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Senate panel endorses energy tax package, but Hatch casts opposing vote

Sen. Orrin Hatch has voted against an energy tax package that would drive up the cost of gasoline in Utah and throughout the country.

"With gas prices at record highs this summer, it makes no sense to pass a bill that would make prices go higher," said Hatch.

"I have a strong record of supporting alternative and renewable energy sources. That's the future. But we shouldn't pay for it by making it more costly to get gasoline to our cars today. We need a balanced approach," continued the Utah senator.

The United States Senate's finance committee approved a $32.1 billion tax package that supports research and development of unconventional energy sources.

According to the Utah senator, the bill will not reduce the cost of gasoline for perhaps decades - at the expense of conventional sources that Americans rely on for energy needs.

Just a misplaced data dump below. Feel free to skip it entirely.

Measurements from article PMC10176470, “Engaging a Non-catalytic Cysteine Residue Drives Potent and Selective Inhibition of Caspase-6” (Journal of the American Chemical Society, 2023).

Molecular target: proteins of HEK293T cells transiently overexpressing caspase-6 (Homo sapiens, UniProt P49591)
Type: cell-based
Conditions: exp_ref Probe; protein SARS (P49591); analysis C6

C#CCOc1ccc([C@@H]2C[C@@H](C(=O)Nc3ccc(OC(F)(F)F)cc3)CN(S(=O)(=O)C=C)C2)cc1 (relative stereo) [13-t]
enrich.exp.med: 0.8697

Hatch indicated that a new oil refinery has not been built in the U.S. for 30 years.

The Utah senator proposed legislation for the energy package to allow oil refiners to write-off 100 percent of the costs of new equipment in the first year - rather than depreciating the expenses over 10 years - to help companies overcome the high economic hurdles of expanding capacity.

The U.S. Senate's finance committee rejected the provision, but extended through 2013 legislation from the 2005 energy act to allow a 50 percent write-off.

"You bring the price of gasoline down by producing more of it, not by making it harder to develop," pointed out the Utah senator. "I cannot support an energy policy which actually works against the goal of increasing the amount of oil and gas available to the people who need it."

Despite Hatch's opposition, the proposal cleared the finance committee.

The tax package will be included in the overall energy bill currently being debated by the full U.S. Senate.

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